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Beware! New bills are lurking…

13 February 2012 2 Comments
by Andrew Stankevich
February 6, 2012

Updated with new information.

There are a few bills that are circulating through the House.  Please be aware and take note on them.

2012 Anti-Immigrant Bills Summaries, Introduced into the Mississippi Legislature, as of 1/31/12

Senate Bill 2022 (Fillingane).  All higher learning institutions must verify immigration status of all students who receive financial aid, grants, or scholarships.  No unauthorized student may receive any such benefit.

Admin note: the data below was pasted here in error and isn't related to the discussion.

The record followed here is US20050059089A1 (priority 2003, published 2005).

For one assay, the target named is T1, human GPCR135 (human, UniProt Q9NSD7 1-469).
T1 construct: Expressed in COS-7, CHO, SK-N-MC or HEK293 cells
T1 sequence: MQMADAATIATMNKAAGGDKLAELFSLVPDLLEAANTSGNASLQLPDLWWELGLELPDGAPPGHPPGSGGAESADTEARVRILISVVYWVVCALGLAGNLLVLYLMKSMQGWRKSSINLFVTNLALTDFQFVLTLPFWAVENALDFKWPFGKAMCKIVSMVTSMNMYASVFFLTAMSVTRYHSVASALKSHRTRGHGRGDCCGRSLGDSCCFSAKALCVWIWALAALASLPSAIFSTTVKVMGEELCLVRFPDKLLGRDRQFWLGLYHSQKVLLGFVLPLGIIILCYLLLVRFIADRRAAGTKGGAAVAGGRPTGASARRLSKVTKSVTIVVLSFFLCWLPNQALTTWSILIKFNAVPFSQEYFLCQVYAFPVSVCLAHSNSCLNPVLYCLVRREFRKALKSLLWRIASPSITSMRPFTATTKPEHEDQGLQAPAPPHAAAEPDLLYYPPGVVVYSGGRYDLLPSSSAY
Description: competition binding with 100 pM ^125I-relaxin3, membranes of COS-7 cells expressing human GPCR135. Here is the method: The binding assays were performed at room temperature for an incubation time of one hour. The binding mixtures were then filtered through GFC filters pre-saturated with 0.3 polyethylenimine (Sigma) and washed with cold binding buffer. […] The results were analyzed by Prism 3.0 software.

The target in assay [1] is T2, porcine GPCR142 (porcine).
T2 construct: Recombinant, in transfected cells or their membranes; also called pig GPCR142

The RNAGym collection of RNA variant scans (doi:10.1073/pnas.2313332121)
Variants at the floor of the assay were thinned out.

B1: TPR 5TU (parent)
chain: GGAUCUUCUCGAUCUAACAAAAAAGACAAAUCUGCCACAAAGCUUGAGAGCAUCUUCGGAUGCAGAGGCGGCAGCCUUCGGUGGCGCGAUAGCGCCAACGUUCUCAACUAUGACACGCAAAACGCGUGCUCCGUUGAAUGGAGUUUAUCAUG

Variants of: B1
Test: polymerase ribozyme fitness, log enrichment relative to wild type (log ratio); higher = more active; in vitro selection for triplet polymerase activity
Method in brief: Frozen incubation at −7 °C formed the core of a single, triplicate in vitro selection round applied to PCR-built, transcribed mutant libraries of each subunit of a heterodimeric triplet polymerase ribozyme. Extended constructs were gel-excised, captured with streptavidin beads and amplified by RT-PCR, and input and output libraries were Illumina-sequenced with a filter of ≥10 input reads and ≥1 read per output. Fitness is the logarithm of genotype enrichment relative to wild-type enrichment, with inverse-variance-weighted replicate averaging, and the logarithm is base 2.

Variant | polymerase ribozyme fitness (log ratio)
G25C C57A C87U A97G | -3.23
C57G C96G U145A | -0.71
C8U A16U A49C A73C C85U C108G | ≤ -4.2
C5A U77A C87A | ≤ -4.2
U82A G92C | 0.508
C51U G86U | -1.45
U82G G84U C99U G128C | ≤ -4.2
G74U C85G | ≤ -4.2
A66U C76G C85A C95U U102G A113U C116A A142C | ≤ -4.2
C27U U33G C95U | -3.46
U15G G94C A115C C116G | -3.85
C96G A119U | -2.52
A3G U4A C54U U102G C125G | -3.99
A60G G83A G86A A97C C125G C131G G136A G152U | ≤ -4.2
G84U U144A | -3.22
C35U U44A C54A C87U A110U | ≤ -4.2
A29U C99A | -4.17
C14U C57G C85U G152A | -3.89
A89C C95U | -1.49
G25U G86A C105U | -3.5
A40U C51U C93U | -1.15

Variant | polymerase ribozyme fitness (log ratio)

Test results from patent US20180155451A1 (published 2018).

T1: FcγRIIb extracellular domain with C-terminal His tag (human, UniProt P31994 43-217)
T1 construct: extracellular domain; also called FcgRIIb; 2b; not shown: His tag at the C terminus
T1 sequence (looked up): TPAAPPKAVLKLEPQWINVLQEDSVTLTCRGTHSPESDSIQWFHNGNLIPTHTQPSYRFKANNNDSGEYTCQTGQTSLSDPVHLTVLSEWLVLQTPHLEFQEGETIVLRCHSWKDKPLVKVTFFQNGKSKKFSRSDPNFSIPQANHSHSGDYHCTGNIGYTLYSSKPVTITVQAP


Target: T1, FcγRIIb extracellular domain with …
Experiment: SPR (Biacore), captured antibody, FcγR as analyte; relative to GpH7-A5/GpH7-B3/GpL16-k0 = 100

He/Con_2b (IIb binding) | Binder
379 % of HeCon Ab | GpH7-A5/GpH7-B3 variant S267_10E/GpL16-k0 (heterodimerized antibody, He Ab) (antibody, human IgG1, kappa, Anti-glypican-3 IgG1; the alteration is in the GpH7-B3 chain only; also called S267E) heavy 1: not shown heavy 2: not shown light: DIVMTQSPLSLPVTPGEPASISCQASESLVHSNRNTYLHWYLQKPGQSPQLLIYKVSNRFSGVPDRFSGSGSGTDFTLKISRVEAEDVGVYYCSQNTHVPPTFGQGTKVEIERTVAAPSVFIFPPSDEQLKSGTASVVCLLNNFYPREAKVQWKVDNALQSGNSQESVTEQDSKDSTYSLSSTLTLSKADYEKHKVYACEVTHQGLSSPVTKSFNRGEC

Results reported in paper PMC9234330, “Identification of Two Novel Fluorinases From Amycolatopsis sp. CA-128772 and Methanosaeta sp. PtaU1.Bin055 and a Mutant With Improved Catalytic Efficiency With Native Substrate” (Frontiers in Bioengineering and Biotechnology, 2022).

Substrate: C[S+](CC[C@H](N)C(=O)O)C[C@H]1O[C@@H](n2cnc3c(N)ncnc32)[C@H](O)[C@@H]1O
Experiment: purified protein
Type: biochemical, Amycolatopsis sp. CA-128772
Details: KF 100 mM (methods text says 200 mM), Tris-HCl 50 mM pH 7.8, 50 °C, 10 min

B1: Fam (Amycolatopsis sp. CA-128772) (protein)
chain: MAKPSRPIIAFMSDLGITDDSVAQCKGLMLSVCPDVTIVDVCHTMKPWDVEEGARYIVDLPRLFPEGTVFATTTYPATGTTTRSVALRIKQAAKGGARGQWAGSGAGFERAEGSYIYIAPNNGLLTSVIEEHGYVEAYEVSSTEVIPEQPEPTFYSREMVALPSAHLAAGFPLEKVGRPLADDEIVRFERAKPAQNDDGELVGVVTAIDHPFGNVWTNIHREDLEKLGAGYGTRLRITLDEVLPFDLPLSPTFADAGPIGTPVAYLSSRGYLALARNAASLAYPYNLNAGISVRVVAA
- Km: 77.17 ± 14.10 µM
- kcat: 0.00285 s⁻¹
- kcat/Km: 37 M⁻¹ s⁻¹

Senate Bill 2089 (Fillingane) & Senate Bill 2089 (Watson).  Changes to 71-11-3. Mississippi Employment Protection Act.  Employers shall not knowingly hire an employee unauthorized to work, or knowingly hire such an employee through a third party.  District Attorney or Attorney General can investigate and DA’s Office will prosecute.  For first violation, employer will be on 3 year probation period where they will report every new employee’s information to the DA’s Office on a quarterly basis and have their licenses suspended for a minimum of 10 days.  Employers in violation will be published on AG’s website.  DA or AG’s Office will notify federal immigration enforcement entities of unauthorized workers, as well as local law enforcement.  Second violation will permanently revoke all of employer’s licenses.  Proof of employment verification will create a rebuttable presumption that employer did not knowingly hire unauthorized employee.  All employers must keep e-verification records on all employees for at least 3 years.  It will be a misdemeanor offense for an unauthorized foreign national to solicit work, even with gestures and nods in a public place.  Bill expands the state entities which can impose sanctions or penalties under the law to include the Dept. of Revenue, Board of Public Contractors, as well as any other government entity.  AG’s or DA’s Office must respond to written complaints using proper form without notarization, but can respond to complaints in any format, including anonymous complaints.  Knowingly filing a frivolous complaint will be a misdemeanor offense.